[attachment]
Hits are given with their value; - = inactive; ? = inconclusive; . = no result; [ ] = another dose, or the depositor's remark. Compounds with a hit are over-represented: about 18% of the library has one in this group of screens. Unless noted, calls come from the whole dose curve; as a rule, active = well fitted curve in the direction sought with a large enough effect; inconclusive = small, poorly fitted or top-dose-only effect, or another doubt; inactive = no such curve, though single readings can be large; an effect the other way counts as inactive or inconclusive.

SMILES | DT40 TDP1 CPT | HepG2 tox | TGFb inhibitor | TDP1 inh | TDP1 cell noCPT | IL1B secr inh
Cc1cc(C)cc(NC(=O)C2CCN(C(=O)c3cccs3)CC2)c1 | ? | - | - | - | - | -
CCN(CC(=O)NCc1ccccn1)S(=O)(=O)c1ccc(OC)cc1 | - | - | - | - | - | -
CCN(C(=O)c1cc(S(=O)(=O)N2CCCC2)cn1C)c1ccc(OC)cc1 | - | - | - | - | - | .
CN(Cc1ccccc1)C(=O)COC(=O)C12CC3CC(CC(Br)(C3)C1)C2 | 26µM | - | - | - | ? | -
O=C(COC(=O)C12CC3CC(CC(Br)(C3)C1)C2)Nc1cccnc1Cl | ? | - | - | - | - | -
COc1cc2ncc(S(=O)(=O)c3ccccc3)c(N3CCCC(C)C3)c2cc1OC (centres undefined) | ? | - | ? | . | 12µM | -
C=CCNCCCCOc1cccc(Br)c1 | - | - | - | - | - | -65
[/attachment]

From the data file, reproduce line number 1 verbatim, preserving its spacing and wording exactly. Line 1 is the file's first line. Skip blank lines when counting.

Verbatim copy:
Hits are given with their value; - = inactive; ? = inconclusive; . = no result; [ ] = another dose, or the depositor's remark. Compounds with a hit are over-represented: about 18% of the library has one in this group of screens. Unless noted, calls come from the whole dose curve; as a rule, active = well fitted curve in the direction sought with a large enough effect; inconclusive = small, poorly fitted or top-dose-only effect, or another doubt; inactive = no such curve, though single readings can be large; an effect the other way counts as inactive or inconclusive.